On Thursday 6/12/18 the Scottish Parliament Equalities and Human Rights Committee met with Christina McKelvie MSP , the Minister for Older People and Equalities for an ask-the-Minister session. In the week or so leading up to this session the Committee had taken the move to ask members of the public via Twitter and Facebook for their questions and concerns, a selection of which were put to the minister. I took this opportunity to ask some questions of my own and was lucky enough to have a few selected. I’ll create a separate post for each category and will include those questions from others which were within the same topic as my own.
It is worth noting that many of my questions relate directly to the work of this Committee during the time period when Christina McKelvie was Convener, who has only recently been elevated to ministerial office in June 2018.
I will copy and paste the questions that were asked during this session along with the Minister’s responses to them. I was fortunate that my own question on the Public Sector Equality Duty was put to the Minister.
“The public sector equality duty requires public authorities in Scotland to consider equality between protected characteristics groups and potential impacts on them. This question was asked on social media by @Scottish_Women:
“As the Scottish Government undertakes its review of the Public Sector Equality Duty regulations, will the Minister consider what recourse members of the public might have when public authorities fail to have due regard to those with relevant protected characteristics?” ” – Mary Fee MSP
As you will know, the Scottish Government recently started to look at the public sector equality duty, what more we can do with it and whether it needs to be updated. A bit of work is being done on that right now. I managed to take most of last summer to meet all the stakeholders across my portfolio, and a lot of them who have an interest in the review asked for additional time. We were looking at quite a tight timescale to do that work and they asked for the review to be stretched a bit. We agreed to that because we want to hear from people and we want them to realise that we are listening and acting on their wishes.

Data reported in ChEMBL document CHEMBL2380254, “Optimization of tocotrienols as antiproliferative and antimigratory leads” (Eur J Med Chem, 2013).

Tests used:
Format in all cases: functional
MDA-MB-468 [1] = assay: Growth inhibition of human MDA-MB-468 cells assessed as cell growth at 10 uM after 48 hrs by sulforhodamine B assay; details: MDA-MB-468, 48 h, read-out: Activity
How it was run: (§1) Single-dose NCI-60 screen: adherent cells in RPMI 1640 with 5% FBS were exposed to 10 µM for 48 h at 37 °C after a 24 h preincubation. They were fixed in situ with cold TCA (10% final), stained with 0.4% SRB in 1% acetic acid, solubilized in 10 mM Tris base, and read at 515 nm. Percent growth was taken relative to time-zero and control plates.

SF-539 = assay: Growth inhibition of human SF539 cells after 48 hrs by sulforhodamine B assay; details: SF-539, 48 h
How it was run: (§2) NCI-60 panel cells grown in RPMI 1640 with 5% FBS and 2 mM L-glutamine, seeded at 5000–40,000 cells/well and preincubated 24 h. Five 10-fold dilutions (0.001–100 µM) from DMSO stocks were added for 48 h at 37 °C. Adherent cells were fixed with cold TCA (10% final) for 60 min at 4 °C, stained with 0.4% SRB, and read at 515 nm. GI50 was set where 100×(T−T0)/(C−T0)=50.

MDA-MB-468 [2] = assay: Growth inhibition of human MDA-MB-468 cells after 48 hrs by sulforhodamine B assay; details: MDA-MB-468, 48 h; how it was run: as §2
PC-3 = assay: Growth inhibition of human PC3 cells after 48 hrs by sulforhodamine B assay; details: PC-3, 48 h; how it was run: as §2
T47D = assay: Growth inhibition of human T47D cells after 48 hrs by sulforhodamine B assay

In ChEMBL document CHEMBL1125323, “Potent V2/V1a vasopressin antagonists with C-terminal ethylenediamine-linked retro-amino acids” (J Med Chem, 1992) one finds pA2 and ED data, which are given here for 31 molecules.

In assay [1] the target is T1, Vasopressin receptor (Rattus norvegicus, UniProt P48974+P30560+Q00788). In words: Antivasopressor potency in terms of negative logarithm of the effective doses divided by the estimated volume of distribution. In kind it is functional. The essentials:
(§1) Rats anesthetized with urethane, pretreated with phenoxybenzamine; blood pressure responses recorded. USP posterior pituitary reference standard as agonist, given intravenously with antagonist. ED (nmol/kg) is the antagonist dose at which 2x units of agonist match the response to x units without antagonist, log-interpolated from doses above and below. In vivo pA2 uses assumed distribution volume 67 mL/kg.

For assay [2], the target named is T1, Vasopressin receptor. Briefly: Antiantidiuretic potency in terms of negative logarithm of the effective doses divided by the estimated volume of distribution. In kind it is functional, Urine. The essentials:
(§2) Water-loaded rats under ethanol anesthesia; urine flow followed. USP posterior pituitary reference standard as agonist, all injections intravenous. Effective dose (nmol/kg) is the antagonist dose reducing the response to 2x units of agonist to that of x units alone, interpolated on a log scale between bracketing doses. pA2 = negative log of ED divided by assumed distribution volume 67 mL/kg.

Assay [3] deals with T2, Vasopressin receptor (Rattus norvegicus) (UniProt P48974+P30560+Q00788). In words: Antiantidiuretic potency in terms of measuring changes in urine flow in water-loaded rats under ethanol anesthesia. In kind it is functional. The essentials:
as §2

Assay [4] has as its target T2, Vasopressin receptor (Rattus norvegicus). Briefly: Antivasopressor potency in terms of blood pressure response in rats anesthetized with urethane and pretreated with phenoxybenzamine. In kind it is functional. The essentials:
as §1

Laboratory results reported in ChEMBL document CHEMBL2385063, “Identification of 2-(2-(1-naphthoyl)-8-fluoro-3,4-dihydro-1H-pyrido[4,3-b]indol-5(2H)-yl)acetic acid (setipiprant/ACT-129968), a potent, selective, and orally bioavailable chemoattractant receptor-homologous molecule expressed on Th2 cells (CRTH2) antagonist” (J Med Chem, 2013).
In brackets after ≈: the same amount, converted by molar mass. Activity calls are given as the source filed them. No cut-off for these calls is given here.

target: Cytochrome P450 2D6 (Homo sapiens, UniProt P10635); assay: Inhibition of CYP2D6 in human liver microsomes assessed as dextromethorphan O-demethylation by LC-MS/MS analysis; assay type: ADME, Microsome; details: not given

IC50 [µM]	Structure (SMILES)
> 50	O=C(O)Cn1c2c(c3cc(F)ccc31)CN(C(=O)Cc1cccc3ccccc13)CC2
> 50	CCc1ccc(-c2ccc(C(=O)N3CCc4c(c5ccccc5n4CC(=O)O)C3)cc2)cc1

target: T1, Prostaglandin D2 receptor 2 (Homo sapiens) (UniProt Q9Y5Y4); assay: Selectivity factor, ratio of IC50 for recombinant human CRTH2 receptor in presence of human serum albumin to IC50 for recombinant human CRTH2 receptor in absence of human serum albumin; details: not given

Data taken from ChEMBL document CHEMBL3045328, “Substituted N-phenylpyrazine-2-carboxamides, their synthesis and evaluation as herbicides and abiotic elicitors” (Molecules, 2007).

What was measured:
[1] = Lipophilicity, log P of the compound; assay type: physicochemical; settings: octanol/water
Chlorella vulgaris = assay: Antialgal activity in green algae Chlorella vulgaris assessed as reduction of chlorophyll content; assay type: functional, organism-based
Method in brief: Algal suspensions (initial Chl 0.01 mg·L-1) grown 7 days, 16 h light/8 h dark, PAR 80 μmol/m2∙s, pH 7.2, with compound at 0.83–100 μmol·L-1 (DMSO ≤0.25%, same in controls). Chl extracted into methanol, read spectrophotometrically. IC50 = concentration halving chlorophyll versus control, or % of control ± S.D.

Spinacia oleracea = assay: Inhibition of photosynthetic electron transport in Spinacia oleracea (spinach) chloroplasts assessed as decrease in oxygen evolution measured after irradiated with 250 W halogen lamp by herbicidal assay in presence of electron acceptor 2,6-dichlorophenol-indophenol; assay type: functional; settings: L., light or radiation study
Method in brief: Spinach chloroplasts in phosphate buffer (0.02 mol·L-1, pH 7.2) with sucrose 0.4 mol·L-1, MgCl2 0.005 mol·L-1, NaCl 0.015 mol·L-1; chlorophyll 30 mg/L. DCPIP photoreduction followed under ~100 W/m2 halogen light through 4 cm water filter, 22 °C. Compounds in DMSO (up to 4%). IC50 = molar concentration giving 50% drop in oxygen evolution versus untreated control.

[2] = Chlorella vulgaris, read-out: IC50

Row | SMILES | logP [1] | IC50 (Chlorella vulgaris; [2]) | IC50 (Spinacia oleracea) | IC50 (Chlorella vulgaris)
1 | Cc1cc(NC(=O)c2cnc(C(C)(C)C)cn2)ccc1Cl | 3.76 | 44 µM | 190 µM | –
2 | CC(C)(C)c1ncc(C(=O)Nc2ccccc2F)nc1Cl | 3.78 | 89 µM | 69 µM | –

The provisional timetable for the review will be over 2019, with possible amending regulations on the basis of the feedback that we get from stakeholders coming into force in 2020. Obviously, we do not want to stop groups from getting involved and we would encourage them to do so. However, you will understand that the Equality Act 2010 is reserved to Westminster and the duties under it are a matter for the Equality and Human Rights Commission.
We know that it is not a statutory requirement to do the review, but we decided to review elements of the regulations in relation to devolved matters. As I say, stakeholders have asked us for more time and we are about to give them that.
You might also know that, although we would quite like to have them, Scottish ministers have no powers to enforce either the public sector equality duty generally or the specific duties in particular. The compliance process is set out and I can ensure that the committee is given the link to the compliance process so that you can inform your questioner where they can go to get that information. At this point in time, we do not hold power over that aspect. That is held by the Equality and Human Rights Commission, and we would direct your questioner and possibly the committee to the commission.
Ummm ….. so a review is ongoing but will not be available until 2020? But, just now its up to members of the public to take it up with the Equality and Human Rights Commission when public authorities fail in their duties to perform Equality Impact Assessments? For example, the Scottish Prison Service policy that failed to consult with ANY women, either prisoners or staff and was written by a trans lobby group stating male transwomen should be placed into Women’s Prisons. Or, the LGBT guidance issued to every school in Scotland where girls are no longer able to exert their own personal boundaries. This Guidance permits male trans pupils to use girls PE changing rooms, compete against them at sports and share accommodation on trips, and the parents of teenage girls are NOT to be informed. This is an obvious safeguarding concern!! There are very good REASONS why we separate male and female pupils, and this absolutely should always apply regardless of how a pupil identifies.
Is the Minister really saying that the Government have no power to correct these gross errors and that it is up to prisoners, prison staff or parents to take it up individually with the EHRC? Have I correctly understood this answer?